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Browsing named entities in The Photographic History of The Civil War: in ten volumes, Thousands of Scenes Photographed 1861-65, with Text by many Special Authorities, Volume 3: The Decisive Battles. (ed. Francis Trevelyan Miller). You can also browse the collection for G. W. Anderson or search for G. W. Anderson in all documents.

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er was of prime importance, since it commanded the Great Ogeechee River in such a way as to prevent the approach of the Federal fleet, Sherman's dependence for supplies. It was accordingly manned by a force of two hundred under command of Major G. W. Anderson, provided with fifty days rations for use in case the work became isolated. This contingency did not arrive. About noon of December 13th, Major Anderson's men saw troops in blue moving about in the woods. The number increased. The artiMajor Anderson's men saw troops in blue moving about in the woods. The number increased. The artillery on the land side of the Fort was turned upon them as they advanced from one position to another, and sharpshooters picked off some of their officers. At half-past 4 o'clock, however, the long-expected charge was made from three different directions, so that the defenders, too few in number to hold the whole line, were soon overpowered. Hardee now had to consider more narrowly the best time for withdrawing from the lines at Savannah. The defender of Savannah: General Hardee. Fort M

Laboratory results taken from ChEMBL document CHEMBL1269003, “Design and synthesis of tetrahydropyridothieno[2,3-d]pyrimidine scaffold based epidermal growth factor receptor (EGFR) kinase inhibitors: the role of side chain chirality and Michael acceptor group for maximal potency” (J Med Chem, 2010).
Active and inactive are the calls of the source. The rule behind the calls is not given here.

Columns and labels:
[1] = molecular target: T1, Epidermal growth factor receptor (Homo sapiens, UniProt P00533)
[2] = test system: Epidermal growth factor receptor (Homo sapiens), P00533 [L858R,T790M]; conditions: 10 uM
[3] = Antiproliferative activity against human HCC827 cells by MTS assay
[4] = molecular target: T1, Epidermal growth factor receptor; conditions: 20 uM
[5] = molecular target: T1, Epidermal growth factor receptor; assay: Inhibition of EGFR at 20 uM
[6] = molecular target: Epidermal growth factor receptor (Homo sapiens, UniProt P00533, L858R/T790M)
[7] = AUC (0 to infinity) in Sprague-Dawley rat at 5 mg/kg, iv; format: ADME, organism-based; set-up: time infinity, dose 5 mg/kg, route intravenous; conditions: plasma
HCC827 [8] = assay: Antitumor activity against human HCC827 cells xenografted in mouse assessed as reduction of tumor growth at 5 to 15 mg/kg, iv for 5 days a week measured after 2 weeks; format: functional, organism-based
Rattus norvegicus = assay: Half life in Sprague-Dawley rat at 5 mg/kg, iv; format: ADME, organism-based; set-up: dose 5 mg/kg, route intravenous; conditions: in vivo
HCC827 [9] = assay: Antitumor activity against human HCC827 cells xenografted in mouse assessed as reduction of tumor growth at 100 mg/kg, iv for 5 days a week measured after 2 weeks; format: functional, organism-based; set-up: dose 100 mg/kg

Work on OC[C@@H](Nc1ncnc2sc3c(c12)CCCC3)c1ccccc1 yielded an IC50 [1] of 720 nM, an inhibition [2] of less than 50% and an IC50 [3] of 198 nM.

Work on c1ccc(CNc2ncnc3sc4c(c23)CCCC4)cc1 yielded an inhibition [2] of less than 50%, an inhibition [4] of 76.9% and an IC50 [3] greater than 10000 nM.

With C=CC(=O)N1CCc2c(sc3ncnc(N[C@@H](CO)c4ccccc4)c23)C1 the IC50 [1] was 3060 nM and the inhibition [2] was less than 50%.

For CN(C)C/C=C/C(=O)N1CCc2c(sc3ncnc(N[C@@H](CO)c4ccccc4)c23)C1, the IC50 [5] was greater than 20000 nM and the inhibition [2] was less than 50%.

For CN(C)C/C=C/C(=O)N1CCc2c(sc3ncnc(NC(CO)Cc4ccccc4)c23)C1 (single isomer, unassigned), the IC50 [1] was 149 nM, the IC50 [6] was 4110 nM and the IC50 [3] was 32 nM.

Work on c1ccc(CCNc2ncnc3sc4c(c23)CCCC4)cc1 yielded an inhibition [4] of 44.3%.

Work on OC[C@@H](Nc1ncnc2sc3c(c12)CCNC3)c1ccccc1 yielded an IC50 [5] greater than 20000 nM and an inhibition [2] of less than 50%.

er was of prime importance, since it commanded the Great Ogeechee River in such a way as to prevent the approach of the Federal fleet, Sherman's dependence for supplies. It was accordingly manned by a force of two hundred under command of Major G. W. Anderson, provided with fifty days rations for use in case the work became isolated. This contingency did not arrive. About noon of December 13th, Major Anderson's men saw troops in blue moving about in the woods. The number increased. The artiMajor Anderson's men saw troops in blue moving about in the woods. The number increased. The artillery on the land side of the Fort was turned upon them as they advanced from one position to another, and sharpshooters picked off some of their officers. At half-past 4 o'clock, however, the long-expected charge was made from three different directions, so that the defenders, too few in number to hold the whole line, were soon overpowered. Hardee now had to consider more narrowly the best time for withdrawing from the lines at Savannah. The defender of Savannah: General Hardee. Fort M